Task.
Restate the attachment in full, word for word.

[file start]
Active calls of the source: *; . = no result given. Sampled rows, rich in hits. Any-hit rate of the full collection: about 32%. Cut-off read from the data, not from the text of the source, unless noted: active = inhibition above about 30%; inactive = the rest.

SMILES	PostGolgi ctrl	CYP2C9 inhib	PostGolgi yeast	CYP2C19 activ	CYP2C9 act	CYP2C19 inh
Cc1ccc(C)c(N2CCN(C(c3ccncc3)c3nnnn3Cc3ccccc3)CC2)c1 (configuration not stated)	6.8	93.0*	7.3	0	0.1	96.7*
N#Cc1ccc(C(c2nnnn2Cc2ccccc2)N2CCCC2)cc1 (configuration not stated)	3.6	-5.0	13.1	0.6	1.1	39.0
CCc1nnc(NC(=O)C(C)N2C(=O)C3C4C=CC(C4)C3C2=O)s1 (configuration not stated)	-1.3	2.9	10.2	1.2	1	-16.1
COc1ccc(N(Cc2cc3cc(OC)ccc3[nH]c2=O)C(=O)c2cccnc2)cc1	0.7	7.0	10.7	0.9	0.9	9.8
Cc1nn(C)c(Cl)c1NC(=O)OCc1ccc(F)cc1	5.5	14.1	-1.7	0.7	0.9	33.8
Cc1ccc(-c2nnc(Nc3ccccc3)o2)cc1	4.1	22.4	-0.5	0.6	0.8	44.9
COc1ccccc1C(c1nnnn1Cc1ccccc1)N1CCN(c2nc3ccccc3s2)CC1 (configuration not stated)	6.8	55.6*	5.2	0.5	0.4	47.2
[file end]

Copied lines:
Active calls of the source: *; . = no result given. Sampled rows, rich in hits. Any-hit rate of the full collection: about 32%. Cut-off read from the data, not from the text of the source, unless noted: active = inhibition above about 30%; inactive = the rest.

SMILES	PostGolgi ctrl	CYP2C9 inhib	PostGolgi yeast	CYP2C19 activ	CYP2C9 act	CYP2C19 inh
Cc1ccc(C)c(N2CCN(C(c3ccncc3)c3nnnn3Cc3ccccc3)CC2)c1 (configuration not stated)	6.8	93.0*	7.3	0	0.1	96.7*
N#Cc1ccc(C(c2nnnn2Cc2ccccc2)N2CCCC2)cc1 (configuration not stated)	3.6	-5.0	13.1	0.6	1.1	39.0
CCc1nnc(NC(=O)C(C)N2C(=O)C3C4C=CC(C4)C3C2=O)s1 (configuration not stated)	-1.3	2.9	10.2	1.2	1	-16.1
COc1ccc(N(Cc2cc3cc(OC)ccc3[nH]c2=O)C(=O)c2cccnc2)cc1	0.7	7.0	10.7	0.9	0.9	9.8
Cc1nn(C)c(Cl)c1NC(=O)OCc1ccc(F)cc1	5.5	14.1	-1.7	0.7	0.9	33.8
Cc1ccc(-c2nnc(Nc3ccccc3)o2)cc1	4.1	22.4	-0.5	0.6	0.8	44.9
COc1ccccc1C(c1nnnn1Cc1ccccc1)N1CCN(c2nc3ccccc3s2)CC1 (configuration not stated)	6.8	55.6*	5.2	0.5	0.4	47.2